It won't. But that is what criticism is for, to provide an opportunity for us to see our work in a new way, and to improve it. This is the beauty of those myriad views: each will allow you a new glimpse of your story, one untainted by your own closeness.
Yet we still have our dilemma. What do we do with these alien glimpses, these strange sightings and interpretations of our word-formed child? We cannot satisfy every charge against it, or take every suggestion. Nor should we. We cannot cede control to a dissenting voice merely because it dissents. We must remember that it is our story, and no matter how insightful a critique might be this person will never know the story as well as we do, because the story is ours. It lives first and foremost inside us. A critique can only comment on this outward skin, this reflection in words we have cast out onto page and screen.
And this is the key. It is this inner vision, this purest form of the story that unscrolls before our eyes (momentarily blind to the world around us), which must guide us. It is important to receive critiques, and hopefully they will be good critiques. But we must remember that it is not the critiques, be they good or bad, which are truly important, but what we do with them. The most important part of the critique is the writer's analysis of it. We must break down each critique, and try to understand it, and understand it in light of what we are trying to do. We don't have to look at it just in regards to the story the reader sees, the story on the page, but rather we should look to interpret it in regards to the story only we can see. In so doing we can see the disparity between them. Our goal is to realize, as best we can, that story inside us, and to recreate it for the reader, to make the two versions match as closely as possible. We want to shape our words until they offer a story to match the dream-like vision that haunts us, so that the reader can see what we see, and feel what we feel.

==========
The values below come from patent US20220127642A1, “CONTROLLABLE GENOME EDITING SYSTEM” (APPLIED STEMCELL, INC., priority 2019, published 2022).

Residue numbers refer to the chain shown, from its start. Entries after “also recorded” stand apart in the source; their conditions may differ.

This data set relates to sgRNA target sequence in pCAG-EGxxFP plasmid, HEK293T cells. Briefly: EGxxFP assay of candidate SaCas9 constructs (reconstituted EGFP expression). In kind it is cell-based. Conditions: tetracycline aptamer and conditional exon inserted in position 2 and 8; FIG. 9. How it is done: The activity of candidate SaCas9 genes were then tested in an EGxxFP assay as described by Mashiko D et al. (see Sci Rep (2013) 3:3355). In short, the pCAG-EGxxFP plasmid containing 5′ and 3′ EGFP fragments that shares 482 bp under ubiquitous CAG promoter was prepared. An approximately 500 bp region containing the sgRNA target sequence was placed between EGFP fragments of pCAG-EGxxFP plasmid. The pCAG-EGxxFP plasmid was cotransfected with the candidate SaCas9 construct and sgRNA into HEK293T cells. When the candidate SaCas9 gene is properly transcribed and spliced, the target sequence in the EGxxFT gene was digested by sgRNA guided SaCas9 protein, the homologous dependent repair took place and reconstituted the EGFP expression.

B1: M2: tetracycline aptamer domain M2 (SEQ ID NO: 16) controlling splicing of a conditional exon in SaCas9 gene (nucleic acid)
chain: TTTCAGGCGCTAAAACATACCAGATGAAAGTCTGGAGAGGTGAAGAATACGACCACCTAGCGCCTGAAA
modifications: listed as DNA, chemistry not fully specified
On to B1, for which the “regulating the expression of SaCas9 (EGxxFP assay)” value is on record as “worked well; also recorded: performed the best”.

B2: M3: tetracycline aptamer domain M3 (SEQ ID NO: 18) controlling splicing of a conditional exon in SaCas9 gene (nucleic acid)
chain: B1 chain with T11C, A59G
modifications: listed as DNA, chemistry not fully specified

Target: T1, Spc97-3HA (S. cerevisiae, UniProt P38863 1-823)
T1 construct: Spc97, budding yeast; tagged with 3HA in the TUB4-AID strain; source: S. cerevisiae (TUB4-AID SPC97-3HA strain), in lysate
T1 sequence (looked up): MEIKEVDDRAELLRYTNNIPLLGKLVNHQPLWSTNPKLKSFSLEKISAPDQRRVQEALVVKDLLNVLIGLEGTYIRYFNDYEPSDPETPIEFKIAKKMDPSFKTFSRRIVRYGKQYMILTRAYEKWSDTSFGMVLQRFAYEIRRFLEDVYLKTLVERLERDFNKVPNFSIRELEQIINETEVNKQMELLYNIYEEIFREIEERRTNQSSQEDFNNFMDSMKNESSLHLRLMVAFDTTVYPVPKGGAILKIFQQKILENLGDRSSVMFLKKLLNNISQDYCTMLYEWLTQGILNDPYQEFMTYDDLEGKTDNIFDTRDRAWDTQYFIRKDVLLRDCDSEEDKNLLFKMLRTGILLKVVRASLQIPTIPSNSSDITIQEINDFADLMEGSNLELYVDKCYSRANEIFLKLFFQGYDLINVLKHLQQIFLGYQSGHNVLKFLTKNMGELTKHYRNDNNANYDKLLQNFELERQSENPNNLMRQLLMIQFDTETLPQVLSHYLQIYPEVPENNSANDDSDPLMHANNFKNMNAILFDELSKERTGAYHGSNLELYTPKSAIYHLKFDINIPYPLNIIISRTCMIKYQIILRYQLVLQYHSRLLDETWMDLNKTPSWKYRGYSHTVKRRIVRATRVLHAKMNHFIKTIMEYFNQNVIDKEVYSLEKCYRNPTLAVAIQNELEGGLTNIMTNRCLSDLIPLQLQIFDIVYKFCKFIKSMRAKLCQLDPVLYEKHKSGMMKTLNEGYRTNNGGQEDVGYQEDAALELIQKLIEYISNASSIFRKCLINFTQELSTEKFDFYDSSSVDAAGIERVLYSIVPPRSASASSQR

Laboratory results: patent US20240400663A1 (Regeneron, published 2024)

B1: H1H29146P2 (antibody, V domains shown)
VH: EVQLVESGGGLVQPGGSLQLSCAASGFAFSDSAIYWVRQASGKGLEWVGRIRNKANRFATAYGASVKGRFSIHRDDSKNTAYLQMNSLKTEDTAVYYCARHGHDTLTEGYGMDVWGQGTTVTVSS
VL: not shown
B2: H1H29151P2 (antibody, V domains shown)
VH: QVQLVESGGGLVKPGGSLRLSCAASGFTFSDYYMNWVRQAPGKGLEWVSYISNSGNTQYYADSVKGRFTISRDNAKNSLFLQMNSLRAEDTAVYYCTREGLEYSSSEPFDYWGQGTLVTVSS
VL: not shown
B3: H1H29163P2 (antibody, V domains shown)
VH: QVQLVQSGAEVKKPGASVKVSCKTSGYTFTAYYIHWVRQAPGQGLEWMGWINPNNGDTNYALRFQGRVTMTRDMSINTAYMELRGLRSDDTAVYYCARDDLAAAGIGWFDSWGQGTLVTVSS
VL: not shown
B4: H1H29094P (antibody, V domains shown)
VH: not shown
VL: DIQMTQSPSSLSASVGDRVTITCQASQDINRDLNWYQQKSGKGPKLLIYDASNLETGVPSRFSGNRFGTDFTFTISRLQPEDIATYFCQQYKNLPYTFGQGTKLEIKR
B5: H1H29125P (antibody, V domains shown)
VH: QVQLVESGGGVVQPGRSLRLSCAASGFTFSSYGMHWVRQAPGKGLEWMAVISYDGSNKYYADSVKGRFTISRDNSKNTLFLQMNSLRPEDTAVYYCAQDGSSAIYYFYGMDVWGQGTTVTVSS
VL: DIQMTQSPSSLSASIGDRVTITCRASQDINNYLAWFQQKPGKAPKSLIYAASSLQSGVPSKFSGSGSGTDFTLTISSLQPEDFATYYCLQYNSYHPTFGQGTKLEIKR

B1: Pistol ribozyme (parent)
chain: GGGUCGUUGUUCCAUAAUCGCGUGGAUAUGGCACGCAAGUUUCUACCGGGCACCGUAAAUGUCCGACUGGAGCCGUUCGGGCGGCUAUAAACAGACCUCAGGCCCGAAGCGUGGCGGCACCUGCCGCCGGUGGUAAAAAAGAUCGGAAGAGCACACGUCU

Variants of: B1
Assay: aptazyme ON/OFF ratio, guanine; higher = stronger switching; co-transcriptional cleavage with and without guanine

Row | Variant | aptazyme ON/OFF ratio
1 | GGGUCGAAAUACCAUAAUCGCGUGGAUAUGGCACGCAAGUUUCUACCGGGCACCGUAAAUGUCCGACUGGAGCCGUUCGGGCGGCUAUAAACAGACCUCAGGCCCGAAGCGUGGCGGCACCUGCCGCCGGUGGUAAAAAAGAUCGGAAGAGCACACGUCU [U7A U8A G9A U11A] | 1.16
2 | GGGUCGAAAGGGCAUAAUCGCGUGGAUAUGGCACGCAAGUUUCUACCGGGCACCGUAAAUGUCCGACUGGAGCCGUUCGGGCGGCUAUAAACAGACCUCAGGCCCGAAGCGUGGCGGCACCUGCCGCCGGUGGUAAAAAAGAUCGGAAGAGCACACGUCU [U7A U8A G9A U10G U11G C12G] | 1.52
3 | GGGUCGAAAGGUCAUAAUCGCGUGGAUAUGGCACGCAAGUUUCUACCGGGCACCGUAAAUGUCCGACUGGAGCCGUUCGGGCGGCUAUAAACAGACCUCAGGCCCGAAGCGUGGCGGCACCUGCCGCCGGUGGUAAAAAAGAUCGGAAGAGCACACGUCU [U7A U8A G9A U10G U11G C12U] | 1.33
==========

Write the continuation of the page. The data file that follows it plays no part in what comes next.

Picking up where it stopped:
Even this perfectly recreated version will not please everyone, but we can finally rest, at least, assured that this is a matter of taste rather than a failure of craft. It is a difficult thing, and yet we can do it. It is that inner vision that must guide us, our own unique view of the story we want to tell. We cannot let ourselves be derailed. Do not let someone switch tracks, and drive our story toward a destination we do not wish to reach. It is our story, and our vision, and we must have confidence in it. We must hold to it.
We can let critiques shape our story, but we can't let them shake it loose from those bright tracks we see running before us. The destination is ours, and only we know the way.